No further fish kills have been reported in the Macquarie River downstream of Dubbo, a NSW Department of Primary Industries (DPI) spokesman has advised.
"Water clarity at Dubbo has improved 90 per cent since Saturday and to date there has been no further fish kills reported downstream," the spokesman told Australian Community Media on Tuesday.
"Staff have been out in the field monitoring the conditions around Dubbo in order to calculate the oxygen recovery timeframe and predict the recovery trajectory."
According to the spokesman, the NSW government has been preparing for expected fish kills and post drought recovery through a $10 million native fish rescue strategy.
"The strategy includes targeted rescue operations, the state's largest ever breeding program of native fish, expansion of the government's flagship fish hatchery as well as working with recreational fishing clubs and private hatcheries across the state," he advised.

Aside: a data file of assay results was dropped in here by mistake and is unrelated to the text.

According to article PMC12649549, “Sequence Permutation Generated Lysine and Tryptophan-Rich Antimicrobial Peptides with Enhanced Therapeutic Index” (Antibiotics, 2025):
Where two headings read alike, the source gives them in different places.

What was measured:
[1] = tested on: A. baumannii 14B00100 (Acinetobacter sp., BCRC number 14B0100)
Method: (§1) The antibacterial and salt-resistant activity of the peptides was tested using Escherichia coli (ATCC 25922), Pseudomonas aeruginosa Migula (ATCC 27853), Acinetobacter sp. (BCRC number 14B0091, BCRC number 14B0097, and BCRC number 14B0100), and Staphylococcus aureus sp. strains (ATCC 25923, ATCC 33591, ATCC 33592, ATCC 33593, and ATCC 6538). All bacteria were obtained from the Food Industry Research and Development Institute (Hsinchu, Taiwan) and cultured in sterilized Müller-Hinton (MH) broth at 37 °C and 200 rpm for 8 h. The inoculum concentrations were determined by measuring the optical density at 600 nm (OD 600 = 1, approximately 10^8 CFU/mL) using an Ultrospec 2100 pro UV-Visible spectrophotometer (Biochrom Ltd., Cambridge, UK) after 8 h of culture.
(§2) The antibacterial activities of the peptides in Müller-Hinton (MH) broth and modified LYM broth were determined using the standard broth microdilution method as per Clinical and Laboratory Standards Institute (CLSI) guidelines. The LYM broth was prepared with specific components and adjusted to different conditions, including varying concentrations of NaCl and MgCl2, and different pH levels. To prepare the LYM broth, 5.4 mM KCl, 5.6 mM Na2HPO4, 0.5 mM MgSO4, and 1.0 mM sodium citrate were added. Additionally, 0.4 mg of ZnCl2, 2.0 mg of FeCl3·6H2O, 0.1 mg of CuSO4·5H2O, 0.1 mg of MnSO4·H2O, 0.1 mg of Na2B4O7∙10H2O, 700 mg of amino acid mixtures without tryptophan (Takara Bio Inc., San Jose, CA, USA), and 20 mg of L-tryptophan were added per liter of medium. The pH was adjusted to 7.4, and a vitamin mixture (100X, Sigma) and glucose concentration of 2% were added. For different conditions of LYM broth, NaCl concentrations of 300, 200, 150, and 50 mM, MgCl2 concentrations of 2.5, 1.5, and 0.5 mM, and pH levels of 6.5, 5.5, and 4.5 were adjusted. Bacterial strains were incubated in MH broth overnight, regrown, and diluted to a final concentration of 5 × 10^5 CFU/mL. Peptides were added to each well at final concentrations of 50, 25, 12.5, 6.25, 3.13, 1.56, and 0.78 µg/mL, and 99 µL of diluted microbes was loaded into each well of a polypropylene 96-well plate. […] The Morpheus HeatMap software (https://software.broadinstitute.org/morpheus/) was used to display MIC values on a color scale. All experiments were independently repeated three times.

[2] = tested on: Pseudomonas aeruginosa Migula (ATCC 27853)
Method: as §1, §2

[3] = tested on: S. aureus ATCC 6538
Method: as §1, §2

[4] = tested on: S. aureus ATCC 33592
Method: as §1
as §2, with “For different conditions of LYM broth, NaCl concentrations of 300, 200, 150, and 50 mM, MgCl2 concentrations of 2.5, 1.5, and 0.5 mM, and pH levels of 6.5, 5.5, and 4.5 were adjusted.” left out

"Part of this work has included NSW DPI Fisheries working with other state and commonwealth government agencies to install aerators and water mixers at priority sites across inland NSW."
NSW DPI Fisheries and WaterNSW have deployed water mixers at various parts of the Macquarie River downstream of Narromine and Warren, the spokesman confirmed.
"These sites include Warren Weir and Gin Gin Weir pools that are expected to support good numbers of native fish.
"Work commenced late last year, with some of the mixers in operation since November 2019.
"Recreational fishing closures are in place around these sites to ensure these populations of vulnerable fish are protected until conditions improve."
More than 3,000 fish had been relocated by the NSW DPI and local communities across the state, the spokesman said.
"On the Macquarie River, NSW DPI Fisheries and local volunteers mounted a fish rescue mission near Warren in November 2019," he said.
"More than 220 large bodied native fish including Murray Cod and Golden Perch were rescued, with additional fish rescue efforts undertaken by the local community under guidance and approval by NSW DPI Fisheries moving a further 200 native fish from reaches of the lower Macquarie.
"These fish were relocated to areas of the river where they would have the best chance of survival. Others were relocated to hatcheries where they will form the backbone of a captive breeding program, with their offspring to be returned to rivers once conditions improve."
Community members should report any fish deaths or observations to the Fishers Watch phone line on 1800 043 536.